The blonde accepted Palmer's gracious offer to go see the play alone while he took care of this "silly business," as he called it, still playing the Prime Minister dealing with a pair of cheeky reporters. All the way uptown, he kept complaining about the police in this city, telling them they had no right treating a foreigner this way, which of course they had every right in the world to do, the law applying equally to citizens and visitors alike unless they had diplomatic immunity. They read him his rights the moment he was in custody. These were vastly different from those mandated in the UK, but he had no familiarity with either, as he explained to them, never having been in trouble with the law in his life. In fact, he could not understand why he seemed to be in police custody now, which was the same old song they'd heard over the centuries from ax murderers and machine-gun Kellys alike.

Out of deference to his foreign status, they sat him down in the lieutenant's office, which was more comfortable than the interrogation room, and offered him some of Miscolo's coffee, or a cup of tea, if that was his preference. In response, he affected his Eyes Wide Open, Eyebrows Raised, Lips Pursed in Indignation look again, and told them there was no need to presume stereotypical behavior, in that he rarely drank tea and in fact much preferred coffee as his beverage of preference, redundantly sounding exactly like the sort of Englishman he was trying not to sound like.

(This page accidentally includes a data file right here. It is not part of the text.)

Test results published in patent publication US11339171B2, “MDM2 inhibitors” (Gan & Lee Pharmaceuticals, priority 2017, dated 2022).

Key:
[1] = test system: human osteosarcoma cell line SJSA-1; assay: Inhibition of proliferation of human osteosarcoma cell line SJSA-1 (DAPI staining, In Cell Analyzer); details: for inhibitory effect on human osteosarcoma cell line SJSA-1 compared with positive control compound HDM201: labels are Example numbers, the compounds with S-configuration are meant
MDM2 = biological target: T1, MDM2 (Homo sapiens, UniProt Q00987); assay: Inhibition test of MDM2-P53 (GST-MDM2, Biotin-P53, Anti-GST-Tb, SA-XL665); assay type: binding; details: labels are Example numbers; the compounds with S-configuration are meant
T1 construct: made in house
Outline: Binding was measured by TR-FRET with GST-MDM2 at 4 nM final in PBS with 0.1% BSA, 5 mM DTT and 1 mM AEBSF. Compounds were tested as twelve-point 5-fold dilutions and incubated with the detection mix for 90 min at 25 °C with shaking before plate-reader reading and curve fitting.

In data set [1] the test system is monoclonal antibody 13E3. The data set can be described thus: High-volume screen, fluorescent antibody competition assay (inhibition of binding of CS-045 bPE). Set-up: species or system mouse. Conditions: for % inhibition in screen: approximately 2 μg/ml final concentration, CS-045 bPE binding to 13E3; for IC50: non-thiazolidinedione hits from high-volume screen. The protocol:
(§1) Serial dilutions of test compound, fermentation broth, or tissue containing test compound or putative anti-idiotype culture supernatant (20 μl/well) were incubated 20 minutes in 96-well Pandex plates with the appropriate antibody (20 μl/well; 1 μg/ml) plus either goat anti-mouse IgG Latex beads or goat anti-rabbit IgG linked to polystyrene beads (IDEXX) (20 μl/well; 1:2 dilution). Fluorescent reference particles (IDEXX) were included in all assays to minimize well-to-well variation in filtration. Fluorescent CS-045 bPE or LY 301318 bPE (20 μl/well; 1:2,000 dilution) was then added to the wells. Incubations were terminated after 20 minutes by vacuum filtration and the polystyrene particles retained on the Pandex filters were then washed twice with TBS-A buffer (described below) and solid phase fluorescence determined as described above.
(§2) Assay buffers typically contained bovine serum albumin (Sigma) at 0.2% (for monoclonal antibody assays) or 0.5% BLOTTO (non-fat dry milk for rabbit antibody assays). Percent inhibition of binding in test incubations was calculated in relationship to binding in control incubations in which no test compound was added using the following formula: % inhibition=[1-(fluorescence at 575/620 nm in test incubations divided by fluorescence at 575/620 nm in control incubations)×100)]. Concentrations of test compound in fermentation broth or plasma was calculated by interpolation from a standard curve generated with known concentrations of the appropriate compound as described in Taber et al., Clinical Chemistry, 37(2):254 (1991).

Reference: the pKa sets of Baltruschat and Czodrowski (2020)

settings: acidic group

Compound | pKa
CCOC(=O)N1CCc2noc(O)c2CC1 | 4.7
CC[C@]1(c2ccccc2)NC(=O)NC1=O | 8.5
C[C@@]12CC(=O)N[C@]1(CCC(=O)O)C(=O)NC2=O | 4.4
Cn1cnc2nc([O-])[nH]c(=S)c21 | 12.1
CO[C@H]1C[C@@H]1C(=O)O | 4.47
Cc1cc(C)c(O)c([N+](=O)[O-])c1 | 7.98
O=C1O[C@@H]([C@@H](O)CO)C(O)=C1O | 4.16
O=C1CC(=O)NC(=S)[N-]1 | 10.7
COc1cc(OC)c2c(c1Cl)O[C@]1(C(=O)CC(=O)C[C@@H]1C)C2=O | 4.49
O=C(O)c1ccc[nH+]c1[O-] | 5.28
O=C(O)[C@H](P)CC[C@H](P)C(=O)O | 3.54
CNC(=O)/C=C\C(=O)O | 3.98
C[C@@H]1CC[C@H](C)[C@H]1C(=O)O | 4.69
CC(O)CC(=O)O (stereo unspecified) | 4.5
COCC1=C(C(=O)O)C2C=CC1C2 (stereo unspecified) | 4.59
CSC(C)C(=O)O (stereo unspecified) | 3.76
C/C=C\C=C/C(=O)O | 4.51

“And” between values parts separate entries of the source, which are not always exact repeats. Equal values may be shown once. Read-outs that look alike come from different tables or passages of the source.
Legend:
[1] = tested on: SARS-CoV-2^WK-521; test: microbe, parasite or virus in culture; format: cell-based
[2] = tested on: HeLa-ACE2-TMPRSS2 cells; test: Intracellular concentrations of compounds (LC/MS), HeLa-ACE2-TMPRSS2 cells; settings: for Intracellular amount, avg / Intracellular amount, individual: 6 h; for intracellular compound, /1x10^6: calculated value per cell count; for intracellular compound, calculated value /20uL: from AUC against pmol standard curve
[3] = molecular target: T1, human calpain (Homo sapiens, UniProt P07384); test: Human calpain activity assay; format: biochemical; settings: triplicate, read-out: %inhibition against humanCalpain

"So tell us, Mr Palmer," Carella said. "Do you know anyone named John Bridges?"

"No. Who is he?"

"We think he may have killed Andrew Hale."

"I'm sorry, am I supposed to know who Andrew Hale is?"

"You're supposed to know only what you know," Carella said.

"Ah, brilliant," Palmer said.

"He's from Euston."

"Andrew Hale?"

"John Bridges. Do you know where Euston is?"

"Of course I do."

"Know anyone from Euston?"

"No."

"Or King's Cross?"

"Those aren't neighborhoods I ordinarily frequent," Palmer said.

"Know any Jamaicans in London?"

"No."

"When did you first learn Andrew Hale was being difficult?"

"I don't know anyone named Andrew Hale."

"He's Cynthia Keating's father. Did you know he once owned the underlying rights to Jenny's Room."

"I don't know anything about him or any rights he may have owned."

"No one ever informed you of that?"

"Not a soul."

"Then you're learning it for the first time this very minute, is that right?"

"Well ... no. Not precisely this very minute."

"Then you knew it before now."